Paraguay - Transportation
Inadequate transportation facilities have been a major impediment to Paraguay's development. For a long time, some
3,100 km (1,925 mi) of domestic waterways provided the chief means of transportation, with most vessels owned by Argentine interests. Hampered by the high costs and slow service of Argentine riverboats transporting cargo to and from Buenos Aires, the Paraguayan government put its own fleet of riverboats in operation. This remedy, however, did not solve the underlying problems of Paraguayan transport. Drought conditions frequently affect navigation, and while the Paraguay is open to river traffic as far as Concepción (about 290 km/180 mi north of Asunción), passage is sometimes hazardous to vessels of even medium draft. The inland waterways and the Rio de la Plata handle more than half of Paraguay's foreign trade with Argentina, Brazil, Chile, Europe, Japan, and the US.
Asunción, the chief port, and Concepción can accommodate oceangoing vessels. In 2002, Paraguay had 21 merchant vessels, with a total capacity of 34,623 GRT. In addition, Paraguay has been given free port privileges at Santos and Paranaguá, Brazil. More than 90% of Paraguay's foreign trade passes to Asunción through ports in Argentina and Uruguay. A four-year project begun in 1967 substantially improved Asunción's cargo-handling capacity.
Road construction is another critical focus of development. In 2001, highways totaled an estimated 29,901 km (18,580 mi); of these roads, however, only 3,067 km (1,906 mi) were asphalted. Two major road projects of the 1960s were the Friendship Bridge on the Brazilian border in the Iguaçu Falls area, inaugurated in 1961, and the 770-km (480-mi) all-weather Trans-Chaco Road, which extends from Asunción to Bolivia. The Friendship Bridge permits highway travel from Asunción to the Brazilian Atlantic port of Paranaguá. A bridge over the Paraguay River, linking the western and eastern parts of the country, was inaugurated in 1978. All-weather roads connecting Asunción with Buenos Aires and Puerto Presidente Stroessner with Paranaguá have also been completed. In 2000, 71,600 passenger cars and 77,300 commercial vehicles were in use.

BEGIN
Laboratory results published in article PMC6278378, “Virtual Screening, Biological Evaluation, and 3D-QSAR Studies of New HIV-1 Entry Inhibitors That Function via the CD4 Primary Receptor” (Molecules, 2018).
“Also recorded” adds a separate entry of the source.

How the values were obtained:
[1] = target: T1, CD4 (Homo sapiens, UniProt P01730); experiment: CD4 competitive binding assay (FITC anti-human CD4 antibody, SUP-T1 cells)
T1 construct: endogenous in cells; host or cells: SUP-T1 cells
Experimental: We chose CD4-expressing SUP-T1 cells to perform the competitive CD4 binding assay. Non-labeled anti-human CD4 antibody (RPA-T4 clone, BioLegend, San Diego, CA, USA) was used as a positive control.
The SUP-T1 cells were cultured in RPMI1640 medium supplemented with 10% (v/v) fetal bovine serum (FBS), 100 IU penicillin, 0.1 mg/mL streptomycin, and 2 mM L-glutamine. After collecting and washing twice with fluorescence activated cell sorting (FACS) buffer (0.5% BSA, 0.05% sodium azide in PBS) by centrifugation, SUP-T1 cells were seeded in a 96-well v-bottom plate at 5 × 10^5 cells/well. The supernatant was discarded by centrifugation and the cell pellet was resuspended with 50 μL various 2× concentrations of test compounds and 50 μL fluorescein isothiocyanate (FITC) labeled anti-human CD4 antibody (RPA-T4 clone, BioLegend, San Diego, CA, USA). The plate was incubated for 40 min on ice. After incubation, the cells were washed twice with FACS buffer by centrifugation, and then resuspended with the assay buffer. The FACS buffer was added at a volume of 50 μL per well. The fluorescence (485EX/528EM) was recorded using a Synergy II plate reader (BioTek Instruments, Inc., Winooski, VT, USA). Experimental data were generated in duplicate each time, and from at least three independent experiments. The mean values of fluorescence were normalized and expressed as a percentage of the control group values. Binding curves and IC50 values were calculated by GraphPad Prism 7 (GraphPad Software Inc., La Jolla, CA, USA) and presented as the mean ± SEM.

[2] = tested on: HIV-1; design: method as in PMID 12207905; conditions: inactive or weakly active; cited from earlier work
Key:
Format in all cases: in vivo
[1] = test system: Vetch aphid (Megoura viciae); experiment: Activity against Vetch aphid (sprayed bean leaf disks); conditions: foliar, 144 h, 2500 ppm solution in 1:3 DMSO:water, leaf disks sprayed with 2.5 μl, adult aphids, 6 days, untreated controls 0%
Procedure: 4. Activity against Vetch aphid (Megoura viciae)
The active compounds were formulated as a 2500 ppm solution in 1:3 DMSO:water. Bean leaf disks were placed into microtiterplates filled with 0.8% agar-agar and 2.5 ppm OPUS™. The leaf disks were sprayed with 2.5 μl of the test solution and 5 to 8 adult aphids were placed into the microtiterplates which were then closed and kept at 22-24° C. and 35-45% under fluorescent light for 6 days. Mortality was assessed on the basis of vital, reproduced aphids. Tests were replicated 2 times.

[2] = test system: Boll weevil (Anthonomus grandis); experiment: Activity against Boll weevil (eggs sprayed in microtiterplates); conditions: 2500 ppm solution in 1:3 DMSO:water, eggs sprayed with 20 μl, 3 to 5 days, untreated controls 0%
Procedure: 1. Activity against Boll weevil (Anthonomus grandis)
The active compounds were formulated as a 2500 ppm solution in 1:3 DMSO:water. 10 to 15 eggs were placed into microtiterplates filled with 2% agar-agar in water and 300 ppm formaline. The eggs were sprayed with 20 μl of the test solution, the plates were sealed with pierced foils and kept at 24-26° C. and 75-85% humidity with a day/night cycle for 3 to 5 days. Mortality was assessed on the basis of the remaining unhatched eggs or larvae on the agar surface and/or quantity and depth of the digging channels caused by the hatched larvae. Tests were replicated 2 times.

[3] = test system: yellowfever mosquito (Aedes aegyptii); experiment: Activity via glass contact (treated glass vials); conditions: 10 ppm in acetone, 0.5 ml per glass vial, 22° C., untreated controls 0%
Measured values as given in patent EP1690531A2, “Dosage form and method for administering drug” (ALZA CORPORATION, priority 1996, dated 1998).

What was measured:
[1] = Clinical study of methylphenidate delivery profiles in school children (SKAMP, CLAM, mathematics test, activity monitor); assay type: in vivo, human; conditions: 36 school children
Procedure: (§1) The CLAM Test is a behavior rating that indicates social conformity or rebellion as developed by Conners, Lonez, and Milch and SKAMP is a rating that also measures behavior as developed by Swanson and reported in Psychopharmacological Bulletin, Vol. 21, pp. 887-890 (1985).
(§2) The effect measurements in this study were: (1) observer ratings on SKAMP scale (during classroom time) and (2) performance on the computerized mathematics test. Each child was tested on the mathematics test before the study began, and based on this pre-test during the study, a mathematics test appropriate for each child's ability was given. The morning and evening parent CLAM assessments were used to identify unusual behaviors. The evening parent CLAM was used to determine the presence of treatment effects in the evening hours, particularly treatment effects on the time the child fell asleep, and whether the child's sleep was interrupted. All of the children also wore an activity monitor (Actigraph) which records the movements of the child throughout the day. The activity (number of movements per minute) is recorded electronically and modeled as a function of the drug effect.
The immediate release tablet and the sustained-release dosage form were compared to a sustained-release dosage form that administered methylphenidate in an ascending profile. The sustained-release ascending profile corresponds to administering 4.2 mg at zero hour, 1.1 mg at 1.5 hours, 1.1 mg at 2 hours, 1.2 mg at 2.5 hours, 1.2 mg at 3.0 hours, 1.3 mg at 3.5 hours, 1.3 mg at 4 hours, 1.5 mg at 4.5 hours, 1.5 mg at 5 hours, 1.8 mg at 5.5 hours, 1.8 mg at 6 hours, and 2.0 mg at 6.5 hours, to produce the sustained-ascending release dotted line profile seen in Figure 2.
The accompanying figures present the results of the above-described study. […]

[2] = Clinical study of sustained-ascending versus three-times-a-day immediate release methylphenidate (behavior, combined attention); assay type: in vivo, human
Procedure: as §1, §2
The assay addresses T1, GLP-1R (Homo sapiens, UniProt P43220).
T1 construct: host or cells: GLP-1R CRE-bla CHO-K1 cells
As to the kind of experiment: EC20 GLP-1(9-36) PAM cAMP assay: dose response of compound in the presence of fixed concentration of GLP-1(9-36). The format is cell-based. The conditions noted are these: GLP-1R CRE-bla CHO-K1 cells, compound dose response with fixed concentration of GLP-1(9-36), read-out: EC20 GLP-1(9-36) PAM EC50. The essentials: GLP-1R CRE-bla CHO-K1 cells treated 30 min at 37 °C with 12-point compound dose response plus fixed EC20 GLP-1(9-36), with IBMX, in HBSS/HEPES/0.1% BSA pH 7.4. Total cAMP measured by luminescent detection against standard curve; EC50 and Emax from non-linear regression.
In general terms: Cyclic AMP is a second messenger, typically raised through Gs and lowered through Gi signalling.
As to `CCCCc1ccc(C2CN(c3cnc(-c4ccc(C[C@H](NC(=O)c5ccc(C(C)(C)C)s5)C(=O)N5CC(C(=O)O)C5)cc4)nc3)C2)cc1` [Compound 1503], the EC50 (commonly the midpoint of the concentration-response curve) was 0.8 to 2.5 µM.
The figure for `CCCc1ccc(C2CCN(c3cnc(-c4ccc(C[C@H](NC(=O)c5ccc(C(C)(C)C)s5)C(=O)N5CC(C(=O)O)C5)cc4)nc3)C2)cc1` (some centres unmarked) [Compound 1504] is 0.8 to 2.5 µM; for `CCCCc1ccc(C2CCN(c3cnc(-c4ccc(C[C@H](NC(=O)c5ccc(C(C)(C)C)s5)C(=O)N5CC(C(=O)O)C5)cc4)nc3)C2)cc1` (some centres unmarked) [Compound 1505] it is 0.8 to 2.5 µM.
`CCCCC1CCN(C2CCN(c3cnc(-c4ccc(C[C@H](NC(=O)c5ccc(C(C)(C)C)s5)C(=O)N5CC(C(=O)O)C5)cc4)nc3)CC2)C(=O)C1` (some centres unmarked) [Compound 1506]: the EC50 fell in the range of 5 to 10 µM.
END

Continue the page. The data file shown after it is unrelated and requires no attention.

In 1961, the 441-km (274-mi) British-owned Paraguayan Central Railroad was sold to Paraguay for $560,000; it was subsequently renamed Ferrocarril Presidente Carlos Antonio López. There is a direct line between Asunción and Buenos Aires. Altogether there are some 971 km (603 mi) of trackage, including narrow-gauge industrial lines in the Chaco.
In 2001, there were 899 airports and airfields, only 11 of which had paved runways. S. Pettirossi is the principal airport at Asunción. Paraguayan Air Lines (Líneas Aéreas Paraguayas—LAP) provides both domestic and international service. Three carriers provide domestic service. In 2001, 281,000 passengers were carried on scheduled domestic and international airline flights.